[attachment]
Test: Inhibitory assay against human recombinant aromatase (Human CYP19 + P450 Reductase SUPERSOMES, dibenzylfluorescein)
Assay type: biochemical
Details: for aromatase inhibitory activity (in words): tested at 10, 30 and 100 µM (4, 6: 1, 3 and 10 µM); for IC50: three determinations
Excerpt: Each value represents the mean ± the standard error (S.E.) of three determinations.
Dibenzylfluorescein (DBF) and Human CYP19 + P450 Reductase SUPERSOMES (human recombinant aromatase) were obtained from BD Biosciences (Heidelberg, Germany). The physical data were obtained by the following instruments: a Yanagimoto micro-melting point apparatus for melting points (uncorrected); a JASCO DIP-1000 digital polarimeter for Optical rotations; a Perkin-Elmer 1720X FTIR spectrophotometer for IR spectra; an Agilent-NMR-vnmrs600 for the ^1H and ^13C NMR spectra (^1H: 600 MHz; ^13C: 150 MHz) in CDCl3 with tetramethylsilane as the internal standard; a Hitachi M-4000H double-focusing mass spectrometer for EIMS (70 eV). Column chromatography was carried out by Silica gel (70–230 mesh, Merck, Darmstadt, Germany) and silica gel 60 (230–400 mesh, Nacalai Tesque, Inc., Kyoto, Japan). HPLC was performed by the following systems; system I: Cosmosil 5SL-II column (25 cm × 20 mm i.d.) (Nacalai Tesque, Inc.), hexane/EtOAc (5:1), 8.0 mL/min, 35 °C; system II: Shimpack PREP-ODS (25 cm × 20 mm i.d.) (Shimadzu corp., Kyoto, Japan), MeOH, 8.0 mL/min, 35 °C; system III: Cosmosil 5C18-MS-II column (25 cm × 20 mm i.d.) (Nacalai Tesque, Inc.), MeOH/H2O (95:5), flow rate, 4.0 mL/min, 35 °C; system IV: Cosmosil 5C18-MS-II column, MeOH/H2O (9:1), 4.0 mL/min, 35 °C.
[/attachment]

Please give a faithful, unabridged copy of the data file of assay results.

Test: Inhibitory assay against human recombinant aromatase (Human CYP19 + P450 Reductase SUPERSOMES, dibenzylfluorescein)
Assay type: biochemical
Details: for aromatase inhibitory activity (in words): tested at 10, 30 and 100 µM (4, 6: 1, 3 and 10 µM); for IC50: three determinations
Excerpt: Each value represents the mean ± the standard error (S.E.) of three determinations.
Dibenzylfluorescein (DBF) and Human CYP19 + P450 Reductase SUPERSOMES (human recombinant aromatase) were obtained from BD Biosciences (Heidelberg, Germany). The physical data were obtained by the following instruments: a Yanagimoto micro-melting point apparatus for melting points (uncorrected); a JASCO DIP-1000 digital polarimeter for Optical rotations; a Perkin-Elmer 1720X FTIR spectrophotometer for IR spectra; an Agilent-NMR-vnmrs600 for the ^1H and ^13C NMR spectra (^1H: 600 MHz; ^13C: 150 MHz) in CDCl3 with tetramethylsilane as the internal standard; a Hitachi M-4000H double-focusing mass spectrometer for EIMS (70 eV). Column chromatography was carried out by Silica gel (70–230 mesh, Merck, Darmstadt, Germany) and silica gel 60 (230–400 mesh, Nacalai Tesque, Inc., Kyoto, Japan). HPLC was performed by the following systems; system I: Cosmosil 5SL-II column (25 cm × 20 mm i.d.) (Nacalai Tesque, Inc.), hexane/EtOAc (5:1), 8.0 mL/min, 35 °C; system II: Shimpack PREP-ODS (25 cm × 20 mm i.d.) (Shimadzu corp., Kyoto, Japan), MeOH, 8.0 mL/min, 35 °C; system III: Cosmosil 5C18-MS-II column (25 cm × 20 mm i.d.) (Nacalai Tesque, Inc.), MeOH/H2O (95:5), flow rate, 4.0 mL/min, 35 °C; system IV: Cosmosil 5C18-MS-II column, MeOH/H2O (9:1), 4.0 mL/min, 35 °C.